The world's anti-doping bodies are united in their opposition to the International Olympic Committee's refusal to ban Russia from the Rio Games.
Despite calls for Russia to be thrown out of the Games for running a state-directed doping programme, the IOC's executive board opted against a blanket ban and asked each sport to vet proposed Russian competitors individually.
Under-fire IOC president Thomas Bach announced the result of his board's emergency meeting in a hastily-arranged teleconference.
The World Anti-Doping Agency stood by its recommendation to exclude Russia and expressed disappointment at the IOC's verdict.
"WADA is disappointed that the IOC did not heed WADA's executive committee recommendations that were based on the outcomes of the McLaren Investigation and would have ensured a straightforward, strong and harmonised approach," WADA president Craig Reedie said in a statement.
"The McLaren Report exposed, beyond a reasonable doubt, a state-run doping program in Russia that seriously undermines the principles of clean sport."
United States Anti-Doping Agency (USADA) chief executive Travis Tygart said the IOC had missed a chance to assert its leadership and left behind "a confusing mess".
Canadian Dick Pound, the former president of the WADA, said on CNN that the IOC had a "huge opportunity to make a statement" which had been "squandered".
Athletics, the Olympics' largest sport, has already vetted Russian competitors, with only one US-based Russian now likely to take part in Rio's track and field programme.
But Tygart, who led the investigation that brought down disgraced cyclist Lance Armstrong, said: "Disappointingly, in response to the most important moment for clean athletes and the integrity of the Olympic Games, the IOC has refused to take decisive leadership.
"The decision regarding Russian participation and the confusing mess left in its wake is a significant blow to the rights of clean athletes."
Tygart fears the other 27 federations that govern sports in the summer programme will not have the time or resources to do what the International Association of Athletics Federations (IAAF) spent months planning.
With Rio's opening ceremony less than two weeks away, the IOC's decision means each sport will have to make an "individual analysis" of every Russian competitor, which will then be subject to approval by an "independent arbitrator" from the Court of Arbitration for Sport (CAS).
Earlier this month, USADA proposed selection criteria to WADA for each sport to follow including a minimum number of out-of-competition tests carried out by a credible agency over the last year and proof that each athlete had been tested for the full range of performance-enhancing drugs.
With many wondering how that can be done for the nearly 400 athletes Russia hopes to bring to Rio, IAAF president Sebastien Coe has offered his federation's help.
"We have created and been through the process," said Coe, referring to his sport's decision last month to uphold its ban of the Russian athletics team. "We know how hard it is emotionally and rationally to get the process right."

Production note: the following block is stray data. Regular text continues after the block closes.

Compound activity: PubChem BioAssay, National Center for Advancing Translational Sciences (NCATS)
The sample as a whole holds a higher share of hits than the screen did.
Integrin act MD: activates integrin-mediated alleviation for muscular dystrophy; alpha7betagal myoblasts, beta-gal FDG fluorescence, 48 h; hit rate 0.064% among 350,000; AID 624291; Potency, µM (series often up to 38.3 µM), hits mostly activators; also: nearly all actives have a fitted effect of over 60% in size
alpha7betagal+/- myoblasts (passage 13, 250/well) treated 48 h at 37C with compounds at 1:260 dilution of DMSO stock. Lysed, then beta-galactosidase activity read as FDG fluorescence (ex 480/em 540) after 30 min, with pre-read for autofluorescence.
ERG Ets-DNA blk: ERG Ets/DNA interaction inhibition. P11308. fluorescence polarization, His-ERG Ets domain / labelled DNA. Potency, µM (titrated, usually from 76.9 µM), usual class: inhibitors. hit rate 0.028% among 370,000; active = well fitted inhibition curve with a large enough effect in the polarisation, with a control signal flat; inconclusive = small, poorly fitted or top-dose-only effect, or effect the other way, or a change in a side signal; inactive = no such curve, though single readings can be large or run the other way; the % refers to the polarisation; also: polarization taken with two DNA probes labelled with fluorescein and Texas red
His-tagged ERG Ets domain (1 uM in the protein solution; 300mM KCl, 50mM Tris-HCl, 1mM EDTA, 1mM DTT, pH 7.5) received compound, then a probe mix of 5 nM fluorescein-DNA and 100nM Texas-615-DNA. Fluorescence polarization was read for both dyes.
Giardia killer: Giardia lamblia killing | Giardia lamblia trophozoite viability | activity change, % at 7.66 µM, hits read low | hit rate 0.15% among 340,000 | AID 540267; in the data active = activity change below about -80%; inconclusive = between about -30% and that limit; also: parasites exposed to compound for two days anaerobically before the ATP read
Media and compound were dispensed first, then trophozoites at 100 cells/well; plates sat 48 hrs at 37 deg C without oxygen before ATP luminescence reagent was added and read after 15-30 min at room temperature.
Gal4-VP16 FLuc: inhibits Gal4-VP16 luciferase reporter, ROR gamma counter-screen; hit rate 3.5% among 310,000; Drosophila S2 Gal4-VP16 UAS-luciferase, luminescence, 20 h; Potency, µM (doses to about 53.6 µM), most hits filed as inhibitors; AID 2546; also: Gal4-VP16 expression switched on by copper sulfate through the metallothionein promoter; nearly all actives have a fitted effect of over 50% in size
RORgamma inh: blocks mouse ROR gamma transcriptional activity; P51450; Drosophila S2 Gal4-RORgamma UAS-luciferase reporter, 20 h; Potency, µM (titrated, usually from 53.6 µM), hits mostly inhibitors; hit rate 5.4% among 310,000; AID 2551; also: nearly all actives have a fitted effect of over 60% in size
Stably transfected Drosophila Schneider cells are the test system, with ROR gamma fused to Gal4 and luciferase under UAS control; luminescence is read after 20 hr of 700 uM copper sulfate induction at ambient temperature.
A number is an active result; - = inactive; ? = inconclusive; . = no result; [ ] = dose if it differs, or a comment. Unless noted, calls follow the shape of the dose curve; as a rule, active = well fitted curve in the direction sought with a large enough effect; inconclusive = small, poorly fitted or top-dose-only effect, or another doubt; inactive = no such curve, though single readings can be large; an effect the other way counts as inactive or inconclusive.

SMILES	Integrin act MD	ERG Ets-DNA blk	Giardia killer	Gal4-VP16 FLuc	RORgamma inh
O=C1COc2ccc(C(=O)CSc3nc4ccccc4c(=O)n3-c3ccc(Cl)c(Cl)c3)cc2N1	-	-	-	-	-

The International Tennis Federation has already said the players nominated for Rio by the Russian Olympic Committee have been subject to a total of 205 blood and urine tests since 2014, and will be allowed to play.
Cycling's world governing body may follow suit, with president Brian Cookson saying it would be "difficult for us to ban an entire team".
Bach has consistently argued against collective punishments in recent months, despite more information emerging about the scale of the cheating and the state's central role in it.
In defence of his board's decision, Bach said: "We have reversed the presumption of innocence for Russian athletes, making them assume collective responsibility.
"But natural justice requires that individuals have the chance to rebut this reversal. So we have set the bar by establishing strict criteria that every Russian will have to fulfil."
But Bach, a trained lawyer, has perhaps created more uncertainty with the decision to block Russia from proposing any athlete who has served a ban before.
This has already been challenged, most notably in 2011 when CAS ruled against the IOC's so-called Osaka Rule that said any athlete banned for six months or more automatically missed the next Games.
Russians have poured scorn on the idea of American athletes with histories of drug suspensions, such as Justin Gatlin and Tyson Gay, being allowed to compete while Russians with similar pasts are barred.
One athlete who may consider fighting the 'double punishment' is 800m runner Yuliya Stepanova, one of only two Russians to be cleared to compete by the IAAF, who finds herself banned again by the IOC.
Stepanova and her anti-doping expert husband, who were forced to flee Russia and now live in the US, were the first two whistle-blowers to inform WADA and western journalists about Russia's cheating - but she has served a two-year doping ban.
Bach said the IOC was "expressing its gratitude" to Stepanova by inviting her and her husband to Rio as guests.
But Tygart said: "The decision to refuse her entry is incomprehensible and will undoubtedly deter whistle-blowers from coming forward."
WADA director general Olivier Niggli added: "Ms Stepanova was instrumental in courageously exposing the single biggest doping scandal of all time. WADA is very concerned by the message that this sends whistle-blowers for the future."
For Russia, the IOC's compromise was probably the best they could have hoped for.
"Today the IOC showed a balanced approach," Russian sports minister Vitaly Mutko said on Sky News. "We hope every federation will take the same kind of decision.
"Doping is a worldwide evil, not only of Russia. I am sure the national team will show good results at the Olympic Games and we will do everything to support them."